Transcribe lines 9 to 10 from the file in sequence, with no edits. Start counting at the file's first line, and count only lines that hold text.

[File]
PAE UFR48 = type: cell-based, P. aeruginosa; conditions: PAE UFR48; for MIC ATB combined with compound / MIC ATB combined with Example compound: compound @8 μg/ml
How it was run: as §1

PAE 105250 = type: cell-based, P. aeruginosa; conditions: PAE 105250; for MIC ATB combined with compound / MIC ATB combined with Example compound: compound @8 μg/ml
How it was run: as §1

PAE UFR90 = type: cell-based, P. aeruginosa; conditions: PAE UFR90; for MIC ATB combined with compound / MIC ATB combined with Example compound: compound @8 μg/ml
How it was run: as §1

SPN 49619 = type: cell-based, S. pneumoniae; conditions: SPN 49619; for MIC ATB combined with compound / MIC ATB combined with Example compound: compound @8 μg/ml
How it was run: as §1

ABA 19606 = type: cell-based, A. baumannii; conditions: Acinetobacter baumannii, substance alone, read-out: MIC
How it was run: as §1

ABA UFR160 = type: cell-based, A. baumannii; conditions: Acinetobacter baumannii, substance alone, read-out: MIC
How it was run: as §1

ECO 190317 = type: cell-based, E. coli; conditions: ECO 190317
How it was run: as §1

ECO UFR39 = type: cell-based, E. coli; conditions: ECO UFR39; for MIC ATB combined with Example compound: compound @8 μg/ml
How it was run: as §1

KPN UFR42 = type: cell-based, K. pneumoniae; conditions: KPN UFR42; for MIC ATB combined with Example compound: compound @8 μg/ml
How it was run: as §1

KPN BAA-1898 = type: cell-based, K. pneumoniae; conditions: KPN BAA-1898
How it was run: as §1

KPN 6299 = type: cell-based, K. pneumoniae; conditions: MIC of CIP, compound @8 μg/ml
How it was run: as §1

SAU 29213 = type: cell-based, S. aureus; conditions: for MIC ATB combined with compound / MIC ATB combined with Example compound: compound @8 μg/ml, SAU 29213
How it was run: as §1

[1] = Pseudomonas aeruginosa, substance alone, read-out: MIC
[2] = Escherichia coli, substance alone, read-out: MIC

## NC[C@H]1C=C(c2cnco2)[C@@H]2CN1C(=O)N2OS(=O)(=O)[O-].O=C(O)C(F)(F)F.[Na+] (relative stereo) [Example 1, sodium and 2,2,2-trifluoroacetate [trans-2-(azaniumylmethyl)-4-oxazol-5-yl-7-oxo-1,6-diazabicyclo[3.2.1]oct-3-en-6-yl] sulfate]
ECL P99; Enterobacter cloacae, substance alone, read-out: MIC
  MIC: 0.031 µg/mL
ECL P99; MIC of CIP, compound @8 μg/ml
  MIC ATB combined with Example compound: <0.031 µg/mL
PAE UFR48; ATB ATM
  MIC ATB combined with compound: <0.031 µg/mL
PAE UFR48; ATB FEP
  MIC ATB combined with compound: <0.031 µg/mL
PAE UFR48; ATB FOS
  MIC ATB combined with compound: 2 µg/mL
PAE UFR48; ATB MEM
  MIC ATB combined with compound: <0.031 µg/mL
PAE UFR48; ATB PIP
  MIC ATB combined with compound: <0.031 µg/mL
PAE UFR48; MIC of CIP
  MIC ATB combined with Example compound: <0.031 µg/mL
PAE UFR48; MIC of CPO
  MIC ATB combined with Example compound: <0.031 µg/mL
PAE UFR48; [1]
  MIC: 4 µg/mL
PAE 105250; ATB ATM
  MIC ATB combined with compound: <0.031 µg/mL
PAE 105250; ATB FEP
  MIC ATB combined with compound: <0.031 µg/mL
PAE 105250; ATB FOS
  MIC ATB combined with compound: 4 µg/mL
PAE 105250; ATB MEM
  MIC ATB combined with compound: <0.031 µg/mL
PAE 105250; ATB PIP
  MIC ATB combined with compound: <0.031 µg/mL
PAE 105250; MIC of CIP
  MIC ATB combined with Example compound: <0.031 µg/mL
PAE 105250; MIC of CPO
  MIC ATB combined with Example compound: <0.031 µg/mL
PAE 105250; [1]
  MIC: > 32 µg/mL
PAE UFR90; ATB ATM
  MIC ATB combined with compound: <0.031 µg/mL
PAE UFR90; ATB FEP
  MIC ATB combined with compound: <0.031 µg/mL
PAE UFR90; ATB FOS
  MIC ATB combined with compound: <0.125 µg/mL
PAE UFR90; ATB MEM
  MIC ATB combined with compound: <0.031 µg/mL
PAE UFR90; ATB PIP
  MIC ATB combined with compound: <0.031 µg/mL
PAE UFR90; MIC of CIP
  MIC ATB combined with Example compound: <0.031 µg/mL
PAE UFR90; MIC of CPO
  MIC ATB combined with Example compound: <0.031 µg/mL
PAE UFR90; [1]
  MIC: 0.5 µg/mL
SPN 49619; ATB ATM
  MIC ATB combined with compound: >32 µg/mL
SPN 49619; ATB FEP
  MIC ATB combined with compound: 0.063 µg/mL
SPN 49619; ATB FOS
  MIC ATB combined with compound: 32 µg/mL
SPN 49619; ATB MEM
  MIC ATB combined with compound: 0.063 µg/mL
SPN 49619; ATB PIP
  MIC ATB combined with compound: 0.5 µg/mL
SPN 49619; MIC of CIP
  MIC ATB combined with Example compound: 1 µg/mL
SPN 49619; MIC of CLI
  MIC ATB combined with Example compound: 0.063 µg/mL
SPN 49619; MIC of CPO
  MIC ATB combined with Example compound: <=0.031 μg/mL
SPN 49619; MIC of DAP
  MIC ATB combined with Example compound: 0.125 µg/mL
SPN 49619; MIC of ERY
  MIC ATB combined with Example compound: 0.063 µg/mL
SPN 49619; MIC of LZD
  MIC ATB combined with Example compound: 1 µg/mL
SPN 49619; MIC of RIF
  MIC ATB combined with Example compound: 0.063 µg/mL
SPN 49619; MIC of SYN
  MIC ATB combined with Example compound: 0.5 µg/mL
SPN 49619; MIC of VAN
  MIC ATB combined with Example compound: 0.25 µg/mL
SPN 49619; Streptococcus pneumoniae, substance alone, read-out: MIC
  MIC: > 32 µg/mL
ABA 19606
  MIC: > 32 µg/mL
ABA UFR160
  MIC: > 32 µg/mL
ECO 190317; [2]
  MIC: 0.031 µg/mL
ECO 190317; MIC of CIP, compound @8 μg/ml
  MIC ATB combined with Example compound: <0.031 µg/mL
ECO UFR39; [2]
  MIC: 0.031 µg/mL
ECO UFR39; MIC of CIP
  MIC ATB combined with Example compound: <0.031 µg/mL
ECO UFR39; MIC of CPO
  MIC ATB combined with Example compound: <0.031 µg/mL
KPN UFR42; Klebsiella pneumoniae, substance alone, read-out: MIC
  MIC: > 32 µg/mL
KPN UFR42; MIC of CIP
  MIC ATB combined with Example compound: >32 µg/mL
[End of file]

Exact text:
ABA 19606 = type: cell-based, A. baumannii; conditions: Acinetobacter baumannii, substance alone, read-out: MIC
How it was run: as §1